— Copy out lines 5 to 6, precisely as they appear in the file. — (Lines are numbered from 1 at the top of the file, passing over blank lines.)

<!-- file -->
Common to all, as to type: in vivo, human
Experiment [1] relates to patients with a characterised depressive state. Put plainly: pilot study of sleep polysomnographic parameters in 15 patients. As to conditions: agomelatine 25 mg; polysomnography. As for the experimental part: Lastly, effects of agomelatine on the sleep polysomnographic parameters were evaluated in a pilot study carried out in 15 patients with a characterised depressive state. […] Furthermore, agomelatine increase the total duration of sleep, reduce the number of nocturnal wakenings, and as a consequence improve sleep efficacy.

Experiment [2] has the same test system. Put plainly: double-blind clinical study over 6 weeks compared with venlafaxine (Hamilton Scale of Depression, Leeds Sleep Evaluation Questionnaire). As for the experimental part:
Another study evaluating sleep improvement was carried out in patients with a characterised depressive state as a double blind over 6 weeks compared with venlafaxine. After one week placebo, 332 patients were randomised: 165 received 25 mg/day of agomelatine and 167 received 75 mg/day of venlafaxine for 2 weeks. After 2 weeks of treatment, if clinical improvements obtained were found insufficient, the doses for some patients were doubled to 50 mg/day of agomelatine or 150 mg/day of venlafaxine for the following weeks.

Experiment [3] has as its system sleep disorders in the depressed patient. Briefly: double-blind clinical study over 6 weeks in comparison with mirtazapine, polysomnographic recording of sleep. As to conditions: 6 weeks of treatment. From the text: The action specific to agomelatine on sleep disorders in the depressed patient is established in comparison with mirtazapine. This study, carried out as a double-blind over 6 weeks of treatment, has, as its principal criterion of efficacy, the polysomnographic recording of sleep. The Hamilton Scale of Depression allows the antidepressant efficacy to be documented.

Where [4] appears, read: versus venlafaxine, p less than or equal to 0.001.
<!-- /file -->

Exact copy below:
Experiment [3] has as its system sleep disorders in the depressed patient. Briefly: double-blind clinical study over 6 weeks in comparison with mirtazapine, polysomnographic recording of sleep. As to conditions: 6 weeks of treatment. From the text: The action specific to agomelatine on sleep disorders in the depressed patient is established in comparison with mirtazapine. This study, carried out as a double-blind over 6 weeks of treatment, has, as its principal criterion of efficacy, the polysomnographic recording of sleep. The Hamilton Scale of Depression allows the antidepressant efficacy to be documented.

Where [4] appears, read: versus venlafaxine, p less than or equal to 0.001.